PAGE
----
b. 03/12/1874 Maiden, Tirah, India. d. 19/01/1945 Shagi Landi Kyan, Pakistan.
Mir Dast (1874-1945) was born on 3rd December 1874 ar Landai, Tirah Province, India. He was a member of the Kambar Khel Afridi tribe. His father was Madha Mir, an Afridi Pathan from Maidan, Tirah, India, now in the tribal areas of Pakistan. A brother, Mir Mast, served as a Jemadar in the 58th Vaughan’s Rifles (Frontier Force) during the First World War. He saw action in the Ypres Sector in 1914 and was commanding a section of line near Neuve Chapelle when he deserted. It is believed he did this as a Muslim, he was offended by the British being at war with Ottoman Turkey. Mir Mast was reputedly awarded the Iron Cross by Kaiser Wilhelm II. The award of the Indian Distinguished Service Medal on 10th March 1915, was cancelled on 1st April.
Mir Dast enlisted himself twenty years before on 3rd December 1894, into the 1st Regiment of Infantry, Punjab Frontier Force. He served on operations on the North West Frontier 1897-1898 in the Tochi Valley. His Regiment became 1st Punjab Infantry in 1901 and he was promoted to Naik (Corporal) on 15th September. He continued on operations on the North West Frontier in Waziristan. The Regiment became 1/55th Coke’s Rifles (Frontier Force) after a former commander in 1903. Promoted to Havildar (Sergeant) on 29th September 1904 and served on the North West Frontier until 1908. He was in action as part of the Mohmand Field Force on 18th May 1908 at Khan Khor Beg. With two other men, he found himself close to a group of the enemy holding a position behind a low wall. The three men rushed the position, shooting two of the enemy and bayoneting a third. Mir Dast was severely wounded in the right thigh. For this action, he was awarded the Indian Order of Merit, 3rd Class on 26th June 1908.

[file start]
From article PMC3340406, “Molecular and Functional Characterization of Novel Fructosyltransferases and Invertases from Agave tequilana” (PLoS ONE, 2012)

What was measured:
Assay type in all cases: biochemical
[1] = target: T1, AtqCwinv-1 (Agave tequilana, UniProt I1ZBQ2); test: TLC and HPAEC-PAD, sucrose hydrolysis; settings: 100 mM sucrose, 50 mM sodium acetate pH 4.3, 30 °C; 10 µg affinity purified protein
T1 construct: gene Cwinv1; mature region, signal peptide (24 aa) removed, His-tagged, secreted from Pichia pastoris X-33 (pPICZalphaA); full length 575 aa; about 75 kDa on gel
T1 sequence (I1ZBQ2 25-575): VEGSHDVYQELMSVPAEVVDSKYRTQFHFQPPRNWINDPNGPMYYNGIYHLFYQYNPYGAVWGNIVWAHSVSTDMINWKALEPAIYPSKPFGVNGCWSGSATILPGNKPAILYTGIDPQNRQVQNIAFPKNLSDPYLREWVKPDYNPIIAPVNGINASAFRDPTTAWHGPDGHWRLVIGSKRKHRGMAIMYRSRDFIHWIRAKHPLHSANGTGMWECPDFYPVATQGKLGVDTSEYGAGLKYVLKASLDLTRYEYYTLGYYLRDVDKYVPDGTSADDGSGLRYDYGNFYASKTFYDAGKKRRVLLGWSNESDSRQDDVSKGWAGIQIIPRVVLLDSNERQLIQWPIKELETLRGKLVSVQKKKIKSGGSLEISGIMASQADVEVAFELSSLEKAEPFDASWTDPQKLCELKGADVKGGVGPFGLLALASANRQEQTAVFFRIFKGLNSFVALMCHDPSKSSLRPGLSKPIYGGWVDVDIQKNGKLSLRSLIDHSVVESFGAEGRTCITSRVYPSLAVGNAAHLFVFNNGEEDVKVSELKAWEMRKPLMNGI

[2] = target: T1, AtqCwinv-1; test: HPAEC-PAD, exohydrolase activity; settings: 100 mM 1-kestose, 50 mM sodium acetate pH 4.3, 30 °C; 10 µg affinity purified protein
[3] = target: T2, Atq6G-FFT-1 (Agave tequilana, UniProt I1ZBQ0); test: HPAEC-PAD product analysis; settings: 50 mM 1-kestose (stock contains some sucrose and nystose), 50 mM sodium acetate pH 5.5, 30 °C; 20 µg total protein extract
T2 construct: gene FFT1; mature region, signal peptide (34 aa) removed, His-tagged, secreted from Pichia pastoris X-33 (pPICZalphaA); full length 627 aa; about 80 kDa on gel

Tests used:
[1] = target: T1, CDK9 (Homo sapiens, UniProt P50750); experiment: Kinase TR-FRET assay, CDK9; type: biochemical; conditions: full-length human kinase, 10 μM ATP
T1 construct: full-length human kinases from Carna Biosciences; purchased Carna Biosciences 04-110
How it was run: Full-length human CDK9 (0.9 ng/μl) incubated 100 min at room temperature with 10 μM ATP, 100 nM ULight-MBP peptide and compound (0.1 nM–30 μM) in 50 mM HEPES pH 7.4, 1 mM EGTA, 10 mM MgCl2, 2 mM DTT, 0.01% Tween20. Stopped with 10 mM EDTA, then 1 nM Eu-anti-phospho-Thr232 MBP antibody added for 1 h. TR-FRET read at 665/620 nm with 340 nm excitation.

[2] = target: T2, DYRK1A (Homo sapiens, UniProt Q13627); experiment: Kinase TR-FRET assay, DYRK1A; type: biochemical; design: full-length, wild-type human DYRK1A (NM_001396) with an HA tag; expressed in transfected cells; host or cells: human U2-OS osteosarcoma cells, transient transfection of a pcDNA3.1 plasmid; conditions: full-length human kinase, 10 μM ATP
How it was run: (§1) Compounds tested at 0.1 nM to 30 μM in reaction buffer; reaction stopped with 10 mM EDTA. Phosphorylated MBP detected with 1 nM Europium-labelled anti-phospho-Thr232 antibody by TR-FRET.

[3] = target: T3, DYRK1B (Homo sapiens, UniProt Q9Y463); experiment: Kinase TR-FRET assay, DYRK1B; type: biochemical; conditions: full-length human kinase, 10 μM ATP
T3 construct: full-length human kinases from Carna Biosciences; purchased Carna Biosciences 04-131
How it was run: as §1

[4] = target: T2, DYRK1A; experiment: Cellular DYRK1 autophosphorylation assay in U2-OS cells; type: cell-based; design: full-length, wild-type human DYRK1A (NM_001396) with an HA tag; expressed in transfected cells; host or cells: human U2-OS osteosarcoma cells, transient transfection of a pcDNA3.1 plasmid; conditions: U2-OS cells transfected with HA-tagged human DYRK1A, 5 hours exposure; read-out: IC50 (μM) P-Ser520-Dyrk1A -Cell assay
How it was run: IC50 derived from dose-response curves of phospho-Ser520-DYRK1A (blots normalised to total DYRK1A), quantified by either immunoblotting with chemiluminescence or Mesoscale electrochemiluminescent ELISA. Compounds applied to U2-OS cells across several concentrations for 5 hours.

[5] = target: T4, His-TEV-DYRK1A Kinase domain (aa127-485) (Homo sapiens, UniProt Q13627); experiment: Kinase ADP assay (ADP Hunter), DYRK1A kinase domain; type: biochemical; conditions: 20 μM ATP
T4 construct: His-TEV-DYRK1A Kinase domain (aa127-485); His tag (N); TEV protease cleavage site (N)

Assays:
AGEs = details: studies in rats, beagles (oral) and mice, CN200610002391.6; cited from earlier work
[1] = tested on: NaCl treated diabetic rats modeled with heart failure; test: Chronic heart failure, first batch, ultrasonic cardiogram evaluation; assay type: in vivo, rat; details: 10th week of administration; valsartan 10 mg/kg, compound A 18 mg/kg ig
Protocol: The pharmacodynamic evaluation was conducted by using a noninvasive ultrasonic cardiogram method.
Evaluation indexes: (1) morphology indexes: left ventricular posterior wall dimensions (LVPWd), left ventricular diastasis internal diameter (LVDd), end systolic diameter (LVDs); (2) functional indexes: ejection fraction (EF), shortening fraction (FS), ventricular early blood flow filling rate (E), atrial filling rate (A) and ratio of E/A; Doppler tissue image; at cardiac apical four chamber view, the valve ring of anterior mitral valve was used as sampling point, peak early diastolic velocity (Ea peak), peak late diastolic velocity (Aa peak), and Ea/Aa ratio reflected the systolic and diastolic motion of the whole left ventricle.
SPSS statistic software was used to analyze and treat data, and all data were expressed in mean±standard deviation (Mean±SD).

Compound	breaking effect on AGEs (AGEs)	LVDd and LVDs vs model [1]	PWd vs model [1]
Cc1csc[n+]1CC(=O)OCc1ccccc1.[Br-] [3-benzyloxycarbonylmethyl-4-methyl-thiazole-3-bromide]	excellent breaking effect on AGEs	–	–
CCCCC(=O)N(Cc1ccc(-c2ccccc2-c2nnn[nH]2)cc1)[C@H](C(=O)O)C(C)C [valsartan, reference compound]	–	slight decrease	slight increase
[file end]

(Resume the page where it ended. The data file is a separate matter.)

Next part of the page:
On 3rd March 1909 he was commissioned as Jemadar (Lieutenant) and was one of the twelve represenatatives of the Regiment to attend the Coronation Durbar for the proclamation of King George V as Emperor.
When the First World War broke out, 55th Coke’s Rifles remained in India, but during the first year, it reinforced 57th Wilde’s Rifles with eight officers, 43 NCO’s and 330 Sepoys. One of the reinforcements was Mir Dast, who went to France and served on the Western Front from 19th January 1915. He saw action almost immediately at Neuve Chapelle, and within three months would be involved in his VC.
On 26th April 1915 at Wieltje, Belgium, Jemadar Mir Dast led his platoon with great bravery during the attack, and afterwards collected various parties of the regiment (when no British officers were left) and kept them under his command until the retirement was ordered. He also displayed great courage that day when he helped to carry eight British and Indian officers to safety while exposed to heavy fire.
He was the first Indian officer to receive the VC; Indians only became eligible in 1912. He was promoted to Subadar (Captain) on 27th April 1915, the day after his award was gazetted. He was gassed, but continued to perform his duties until wounded in June. He was then evacuated to England where he was admitted to the Royal Pavilion Military Hospital in Brighton, where he was visited personally by Lord Kitchener in July 1915. The VC was presented to Mir Dast by King George V at the Royal Pavilion Military Hospital on 25th August 1915. During his recovery, the effects of the gas became more marked and he was sent back to India on 19th October, where he re-joined his Regiment. He later remarked “The gas has done for me… I had rather not have been gassed than get the Victoria Cross.”
On the same day he received his VC, he was awarded the Russian Cross of St George, followed by the Order of British India, 2nd Class (entitling him to the title Bahadur) on 17th December 1915. He never recovered from his gassing and was transferred to the Indian Army Reserve on pension in September 1917. In addition to his VC, he was awarded the Indian Order of Merit, 3rd Class, Order of British India 2nd Class, India Medal 1895-1902 with clasps for Punjab Frontier and Waziristan, India General Service Medal 1908-35 with clasp North West Frontier 1908, 1914-15 Star, British War Medal 1914-20, Victory Medal 1914-19, George VI Coronation Medal 1937 and Russian Order of St George 3rd Class. His medals are believed to be in private ownership.
Mir Dast died at Shagi Landi Kyan Village, Tehsil District, Peshawar, India (now Pakistan) on 19th January 1945. He was buried in Warsak Road Cemetery, Shagi Landu Kyan Village. He is also remembered on the Memorial Gates, Hyde Park Corner in London, which commemorates VCs of Indian heritage including Mir Dast.
LOCATION OF MEDAL: NOT PUBLICLY HELD.
BURIAL PLACE: WARSAK ROAD CEMETERY, SHAGI LANDI KYAN, PAKISTAN.
Mir Dast's memorial stone laid at the National Memorial Arboretum (March 15)
Blue Plaque in Brighton
(Picture courtesy of www.memorialstovalour.co.uk)